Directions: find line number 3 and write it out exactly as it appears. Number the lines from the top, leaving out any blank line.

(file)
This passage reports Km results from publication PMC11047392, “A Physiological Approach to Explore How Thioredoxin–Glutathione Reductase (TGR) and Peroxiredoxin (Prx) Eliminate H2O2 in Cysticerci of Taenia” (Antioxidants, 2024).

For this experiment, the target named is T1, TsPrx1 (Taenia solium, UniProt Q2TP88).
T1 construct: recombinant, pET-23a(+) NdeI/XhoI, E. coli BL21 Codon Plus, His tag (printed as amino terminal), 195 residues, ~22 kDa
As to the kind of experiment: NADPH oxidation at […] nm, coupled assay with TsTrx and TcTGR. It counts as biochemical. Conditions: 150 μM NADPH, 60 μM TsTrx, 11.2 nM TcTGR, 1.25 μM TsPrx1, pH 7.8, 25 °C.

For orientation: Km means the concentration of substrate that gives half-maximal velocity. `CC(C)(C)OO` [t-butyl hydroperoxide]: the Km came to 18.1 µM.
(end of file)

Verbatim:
T1 construct: recombinant, pET-23a(+) NdeI/XhoI, E. coli BL21 Codon Plus, His tag (printed as amino terminal), 195 residues, ~22 kDa